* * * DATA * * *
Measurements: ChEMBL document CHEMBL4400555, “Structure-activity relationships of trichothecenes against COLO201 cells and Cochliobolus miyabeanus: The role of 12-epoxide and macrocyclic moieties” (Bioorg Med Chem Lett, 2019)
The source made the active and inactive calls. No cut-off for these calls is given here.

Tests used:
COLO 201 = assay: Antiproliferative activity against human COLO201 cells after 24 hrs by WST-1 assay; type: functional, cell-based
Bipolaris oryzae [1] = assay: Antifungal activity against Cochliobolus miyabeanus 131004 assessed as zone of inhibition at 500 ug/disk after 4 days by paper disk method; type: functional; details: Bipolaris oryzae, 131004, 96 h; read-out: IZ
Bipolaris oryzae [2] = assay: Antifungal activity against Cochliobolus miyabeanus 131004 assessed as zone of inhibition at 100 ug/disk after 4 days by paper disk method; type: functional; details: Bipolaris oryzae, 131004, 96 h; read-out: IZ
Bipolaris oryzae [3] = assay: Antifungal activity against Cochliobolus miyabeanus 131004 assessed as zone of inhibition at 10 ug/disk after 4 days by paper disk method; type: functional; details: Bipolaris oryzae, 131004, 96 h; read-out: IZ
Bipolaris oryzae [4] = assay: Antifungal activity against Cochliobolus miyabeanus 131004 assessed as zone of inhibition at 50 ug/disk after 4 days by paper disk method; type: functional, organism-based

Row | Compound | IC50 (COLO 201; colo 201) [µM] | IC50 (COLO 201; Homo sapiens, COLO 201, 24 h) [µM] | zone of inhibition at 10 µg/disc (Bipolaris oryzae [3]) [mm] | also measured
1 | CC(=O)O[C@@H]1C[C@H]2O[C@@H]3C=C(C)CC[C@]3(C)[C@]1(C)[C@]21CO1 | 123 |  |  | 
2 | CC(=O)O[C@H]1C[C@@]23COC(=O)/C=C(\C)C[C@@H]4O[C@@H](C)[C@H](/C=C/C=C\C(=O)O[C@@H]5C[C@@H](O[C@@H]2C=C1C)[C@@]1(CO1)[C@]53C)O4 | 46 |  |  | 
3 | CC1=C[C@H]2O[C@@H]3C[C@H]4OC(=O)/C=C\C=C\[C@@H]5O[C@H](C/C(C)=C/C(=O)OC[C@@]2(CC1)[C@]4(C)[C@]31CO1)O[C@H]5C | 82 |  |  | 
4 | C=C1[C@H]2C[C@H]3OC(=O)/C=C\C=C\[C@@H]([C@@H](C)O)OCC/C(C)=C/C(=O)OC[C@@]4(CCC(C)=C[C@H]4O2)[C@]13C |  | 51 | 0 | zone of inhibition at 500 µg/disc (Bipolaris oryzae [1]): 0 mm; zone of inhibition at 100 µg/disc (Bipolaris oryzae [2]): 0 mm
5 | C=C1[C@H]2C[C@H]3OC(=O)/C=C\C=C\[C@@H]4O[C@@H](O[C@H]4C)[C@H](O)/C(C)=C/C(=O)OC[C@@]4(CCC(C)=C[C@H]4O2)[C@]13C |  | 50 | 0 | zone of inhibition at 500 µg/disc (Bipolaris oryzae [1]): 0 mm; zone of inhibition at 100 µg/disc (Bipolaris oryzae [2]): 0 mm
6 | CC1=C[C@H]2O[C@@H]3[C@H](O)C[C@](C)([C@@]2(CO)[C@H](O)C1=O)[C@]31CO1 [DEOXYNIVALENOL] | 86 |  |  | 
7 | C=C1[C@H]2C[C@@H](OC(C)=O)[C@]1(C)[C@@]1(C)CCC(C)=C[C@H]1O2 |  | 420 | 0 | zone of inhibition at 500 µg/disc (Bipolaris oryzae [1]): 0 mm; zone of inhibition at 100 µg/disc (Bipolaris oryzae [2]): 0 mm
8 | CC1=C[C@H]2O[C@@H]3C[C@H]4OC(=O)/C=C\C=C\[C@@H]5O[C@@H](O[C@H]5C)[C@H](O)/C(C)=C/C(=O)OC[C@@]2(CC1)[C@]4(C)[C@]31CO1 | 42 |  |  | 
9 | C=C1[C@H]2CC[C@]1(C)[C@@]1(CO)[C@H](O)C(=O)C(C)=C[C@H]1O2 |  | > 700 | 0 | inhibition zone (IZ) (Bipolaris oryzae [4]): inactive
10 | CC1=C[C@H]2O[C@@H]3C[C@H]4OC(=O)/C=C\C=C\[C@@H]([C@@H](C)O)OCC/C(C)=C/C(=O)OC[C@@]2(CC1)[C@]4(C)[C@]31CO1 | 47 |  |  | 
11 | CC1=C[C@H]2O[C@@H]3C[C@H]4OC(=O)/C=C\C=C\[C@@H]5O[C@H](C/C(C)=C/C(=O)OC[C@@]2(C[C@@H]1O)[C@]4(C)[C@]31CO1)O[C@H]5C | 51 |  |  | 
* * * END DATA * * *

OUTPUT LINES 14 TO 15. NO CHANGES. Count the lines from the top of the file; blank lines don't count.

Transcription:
5 | C=C1[C@H]2C[C@H]3OC(=O)/C=C\C=C\[C@@H]4O[C@@H](O[C@H]4C)[C@H](O)/C(C)=C/C(=O)OC[C@@]4(CCC(C)=C[C@H]4O2)[C@]13C |  | 50 | 0 | zone of inhibition at 500 µg/disc (Bipolaris oryzae [1]): 0 mm; zone of inhibition at 100 µg/disc (Bipolaris oryzae [2]): 0 mm
6 | CC1=C[C@H]2O[C@@H]3[C@H](O)C[C@](C)([C@@]2(CO)[C@H](O)C1=O)[C@]31CO1 [DEOXYNIVALENOL] | 86 |  |  | 